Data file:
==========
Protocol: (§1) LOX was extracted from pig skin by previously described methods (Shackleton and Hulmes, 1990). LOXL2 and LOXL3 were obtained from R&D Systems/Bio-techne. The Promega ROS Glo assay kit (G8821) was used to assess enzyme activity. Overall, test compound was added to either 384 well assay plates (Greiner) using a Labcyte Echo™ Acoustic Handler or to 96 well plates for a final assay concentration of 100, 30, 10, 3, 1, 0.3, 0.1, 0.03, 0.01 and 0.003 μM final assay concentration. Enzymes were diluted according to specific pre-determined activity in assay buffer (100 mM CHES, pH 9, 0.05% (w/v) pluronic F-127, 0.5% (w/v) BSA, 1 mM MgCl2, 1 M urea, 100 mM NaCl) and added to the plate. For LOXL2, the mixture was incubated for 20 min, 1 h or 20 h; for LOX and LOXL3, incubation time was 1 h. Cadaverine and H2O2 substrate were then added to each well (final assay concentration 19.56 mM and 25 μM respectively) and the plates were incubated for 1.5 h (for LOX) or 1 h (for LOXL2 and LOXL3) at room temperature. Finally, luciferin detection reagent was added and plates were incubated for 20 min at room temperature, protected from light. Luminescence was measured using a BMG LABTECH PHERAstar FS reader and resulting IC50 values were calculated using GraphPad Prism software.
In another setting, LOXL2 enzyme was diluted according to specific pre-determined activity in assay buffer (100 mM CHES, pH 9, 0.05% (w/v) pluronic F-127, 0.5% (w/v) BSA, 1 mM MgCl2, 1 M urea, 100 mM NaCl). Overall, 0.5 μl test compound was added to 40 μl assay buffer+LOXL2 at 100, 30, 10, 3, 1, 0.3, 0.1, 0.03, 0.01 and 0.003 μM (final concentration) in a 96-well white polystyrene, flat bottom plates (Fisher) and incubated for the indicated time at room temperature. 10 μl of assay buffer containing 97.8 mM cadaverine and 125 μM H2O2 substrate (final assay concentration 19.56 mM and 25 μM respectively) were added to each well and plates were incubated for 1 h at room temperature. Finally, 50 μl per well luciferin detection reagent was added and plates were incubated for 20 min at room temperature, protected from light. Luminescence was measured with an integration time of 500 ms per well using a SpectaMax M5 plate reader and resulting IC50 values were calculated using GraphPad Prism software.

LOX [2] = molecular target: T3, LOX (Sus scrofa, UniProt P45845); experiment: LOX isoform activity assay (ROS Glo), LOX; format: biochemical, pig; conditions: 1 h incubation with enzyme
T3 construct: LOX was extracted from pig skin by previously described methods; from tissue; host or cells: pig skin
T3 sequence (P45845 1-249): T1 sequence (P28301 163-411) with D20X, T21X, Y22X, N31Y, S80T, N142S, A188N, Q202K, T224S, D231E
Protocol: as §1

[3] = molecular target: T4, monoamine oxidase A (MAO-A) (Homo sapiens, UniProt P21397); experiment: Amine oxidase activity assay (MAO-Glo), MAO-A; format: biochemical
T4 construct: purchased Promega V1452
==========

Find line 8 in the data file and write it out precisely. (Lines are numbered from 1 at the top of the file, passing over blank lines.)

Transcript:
T4 construct: purchased Promega V1452